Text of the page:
Rescued seaman 'completely turned black' after 3 days in Gulf waters

When the seaman was rescued, the captain did not recognise him since he had completely turned black and was in poor shape.

DUBAI // Two sailors fought desperately to stay alive adrift in the Arabian Gulf for three days after their cargo vessel sank in rough seas off the coast of Ajman.

The two men had no food or drinking water and only their life jackets and flotation rings saved them from drowning.

The captain, 32, and a seaman, 26, from the Dhima were eventually pulled from the sea alive on Sunday morning. The body of another seaman was also recovered, and three remain missing.

The rescued men "are obviously in shock and do not even know the rest of the crew is missing or one is dead", said a representative of the Ajman company that owns the vessel.

The Malaysia-flagged vessel was sailing from Ajman to Iran to load a cargo of crude oil when it sank on the morning of December 27. All the crew were Indian nationals.

"Their three days of experience is heart-wrenching," the company representative said.

"I haven't been able to sleep after hearing their story of how they survived. Every hour, we are anxiously waiting for the rest of the crew to be found. We want them to be safe.

"We do not care that the ship has sunk or even know the exact location where it went down. Our crew's safety is our priority. We are in touch with the missing men's family. This is a very difficult time for us."

He said the two men had drifted away from each other and were found separately.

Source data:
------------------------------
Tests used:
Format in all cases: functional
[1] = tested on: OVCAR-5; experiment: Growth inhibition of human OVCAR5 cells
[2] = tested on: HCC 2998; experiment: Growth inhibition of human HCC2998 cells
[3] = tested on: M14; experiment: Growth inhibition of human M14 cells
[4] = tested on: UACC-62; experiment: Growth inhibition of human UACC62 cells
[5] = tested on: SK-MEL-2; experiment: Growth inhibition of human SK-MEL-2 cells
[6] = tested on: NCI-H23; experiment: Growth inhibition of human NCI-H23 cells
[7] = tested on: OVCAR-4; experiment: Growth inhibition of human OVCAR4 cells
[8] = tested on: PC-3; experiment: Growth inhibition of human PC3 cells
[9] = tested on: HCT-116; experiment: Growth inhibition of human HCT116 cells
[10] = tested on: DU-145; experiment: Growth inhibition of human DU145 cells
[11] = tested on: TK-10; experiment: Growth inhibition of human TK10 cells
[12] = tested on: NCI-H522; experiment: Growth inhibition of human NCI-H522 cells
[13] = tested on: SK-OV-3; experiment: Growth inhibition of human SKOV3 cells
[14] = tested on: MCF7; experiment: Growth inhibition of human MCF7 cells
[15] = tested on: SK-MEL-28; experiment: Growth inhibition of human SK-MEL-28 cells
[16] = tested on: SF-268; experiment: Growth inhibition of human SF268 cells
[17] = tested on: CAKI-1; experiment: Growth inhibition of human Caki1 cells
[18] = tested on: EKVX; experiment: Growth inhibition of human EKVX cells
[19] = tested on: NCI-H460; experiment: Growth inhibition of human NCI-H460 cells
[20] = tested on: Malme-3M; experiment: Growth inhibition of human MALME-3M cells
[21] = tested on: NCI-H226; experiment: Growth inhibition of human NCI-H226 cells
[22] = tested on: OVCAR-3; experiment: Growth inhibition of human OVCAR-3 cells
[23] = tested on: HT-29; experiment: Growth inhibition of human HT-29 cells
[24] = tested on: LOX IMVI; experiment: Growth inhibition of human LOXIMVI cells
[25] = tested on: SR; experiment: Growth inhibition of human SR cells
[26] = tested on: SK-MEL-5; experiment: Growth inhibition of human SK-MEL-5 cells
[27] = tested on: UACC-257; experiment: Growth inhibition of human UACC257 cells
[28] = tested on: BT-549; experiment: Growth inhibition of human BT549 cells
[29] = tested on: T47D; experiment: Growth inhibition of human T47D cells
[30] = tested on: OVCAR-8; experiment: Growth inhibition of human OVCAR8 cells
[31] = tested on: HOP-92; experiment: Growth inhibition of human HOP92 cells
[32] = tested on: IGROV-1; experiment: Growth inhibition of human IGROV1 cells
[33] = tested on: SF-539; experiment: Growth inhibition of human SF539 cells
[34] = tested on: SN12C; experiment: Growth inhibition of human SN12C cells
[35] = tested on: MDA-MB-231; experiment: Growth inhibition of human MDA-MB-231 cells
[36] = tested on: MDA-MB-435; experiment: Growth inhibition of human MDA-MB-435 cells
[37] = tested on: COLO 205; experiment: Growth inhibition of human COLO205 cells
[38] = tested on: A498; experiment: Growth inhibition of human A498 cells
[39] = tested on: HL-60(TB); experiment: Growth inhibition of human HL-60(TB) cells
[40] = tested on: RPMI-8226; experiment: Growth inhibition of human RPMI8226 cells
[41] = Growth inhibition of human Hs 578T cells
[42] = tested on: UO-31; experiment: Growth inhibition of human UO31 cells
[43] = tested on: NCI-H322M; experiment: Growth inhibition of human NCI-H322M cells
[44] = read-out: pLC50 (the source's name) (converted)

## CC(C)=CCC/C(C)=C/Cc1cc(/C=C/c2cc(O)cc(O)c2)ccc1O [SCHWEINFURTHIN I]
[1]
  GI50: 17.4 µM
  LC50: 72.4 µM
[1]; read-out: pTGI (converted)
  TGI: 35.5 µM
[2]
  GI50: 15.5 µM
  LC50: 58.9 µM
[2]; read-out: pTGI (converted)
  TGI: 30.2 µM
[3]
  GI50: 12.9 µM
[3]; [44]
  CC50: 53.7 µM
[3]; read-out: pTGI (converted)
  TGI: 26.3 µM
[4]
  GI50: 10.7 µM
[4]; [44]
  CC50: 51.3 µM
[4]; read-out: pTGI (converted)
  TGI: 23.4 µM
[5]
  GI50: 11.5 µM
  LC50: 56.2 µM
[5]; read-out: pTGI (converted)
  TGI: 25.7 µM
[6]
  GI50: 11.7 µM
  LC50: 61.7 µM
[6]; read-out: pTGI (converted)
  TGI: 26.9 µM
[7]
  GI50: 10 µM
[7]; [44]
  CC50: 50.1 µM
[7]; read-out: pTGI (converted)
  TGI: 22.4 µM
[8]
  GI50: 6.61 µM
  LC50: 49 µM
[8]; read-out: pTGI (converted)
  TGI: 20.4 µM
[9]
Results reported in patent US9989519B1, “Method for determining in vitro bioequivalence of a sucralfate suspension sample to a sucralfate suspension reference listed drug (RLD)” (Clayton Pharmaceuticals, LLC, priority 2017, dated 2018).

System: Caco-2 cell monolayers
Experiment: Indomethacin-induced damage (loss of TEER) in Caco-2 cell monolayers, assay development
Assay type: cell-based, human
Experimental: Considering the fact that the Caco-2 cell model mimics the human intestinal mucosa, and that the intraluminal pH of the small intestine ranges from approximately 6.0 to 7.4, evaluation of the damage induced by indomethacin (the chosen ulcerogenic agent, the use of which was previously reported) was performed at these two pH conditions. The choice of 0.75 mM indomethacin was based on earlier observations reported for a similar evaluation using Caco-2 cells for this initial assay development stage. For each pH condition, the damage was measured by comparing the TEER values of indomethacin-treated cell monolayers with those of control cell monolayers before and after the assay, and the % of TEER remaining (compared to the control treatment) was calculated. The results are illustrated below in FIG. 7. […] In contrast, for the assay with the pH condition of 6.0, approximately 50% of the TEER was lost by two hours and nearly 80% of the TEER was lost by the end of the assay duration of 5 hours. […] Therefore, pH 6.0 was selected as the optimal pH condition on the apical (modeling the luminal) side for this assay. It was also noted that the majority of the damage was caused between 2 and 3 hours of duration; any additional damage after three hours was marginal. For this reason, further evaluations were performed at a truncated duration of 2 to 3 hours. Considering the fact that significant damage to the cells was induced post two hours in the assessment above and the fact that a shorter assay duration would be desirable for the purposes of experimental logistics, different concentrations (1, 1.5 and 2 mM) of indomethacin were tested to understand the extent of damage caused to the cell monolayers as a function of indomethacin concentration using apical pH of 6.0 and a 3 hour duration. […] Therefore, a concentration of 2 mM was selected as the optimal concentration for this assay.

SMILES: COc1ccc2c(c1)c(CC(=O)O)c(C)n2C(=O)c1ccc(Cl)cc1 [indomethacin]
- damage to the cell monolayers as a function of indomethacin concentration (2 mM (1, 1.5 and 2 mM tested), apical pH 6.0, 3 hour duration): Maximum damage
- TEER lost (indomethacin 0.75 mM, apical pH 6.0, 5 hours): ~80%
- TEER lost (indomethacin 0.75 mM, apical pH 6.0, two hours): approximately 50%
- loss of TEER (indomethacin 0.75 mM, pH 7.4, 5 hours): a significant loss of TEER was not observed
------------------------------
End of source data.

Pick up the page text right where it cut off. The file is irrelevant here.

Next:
"When the seaman was rescued, the captain did not recognise him since he had completely turned black and was in poor shape. It was after he gave his name, the captain realised he was part of his crew."

The captain was discharged from Rashid Hospital on Sunday and is completing police formalities. The seaman is still receiving medical treatment.

The company representative last spoke to the captain early on the morning of the sinking when the vessel was 10 nautical miles from Ajman.

"I was fast asleep when I received the last call from them around 1.45am. They told me they were losing control since the weather was rough and the waves were very high.

"I asked them to proceed to the closest port, Al Hamriya, or land, and said I would take care of permissions. When I called Hamriya Port, the authorities said the ship could come in.

"But when I tried calling the ship five minutes later, it was switched off. Initially, I thought it could be out of range, but later I understood something was wrong."

He said he could not believe the vessel had sunk. "It did not have any cargo. It was going to get crude oil."

Lt Col Abdullah Al Mazyoud, head of the ports police in Dubai, said the report of the missing ship had come to the attention of Dubai Police "a bit late". He said the two surviving sailors had fought for their lives for three days, but managed to hold on to their passports.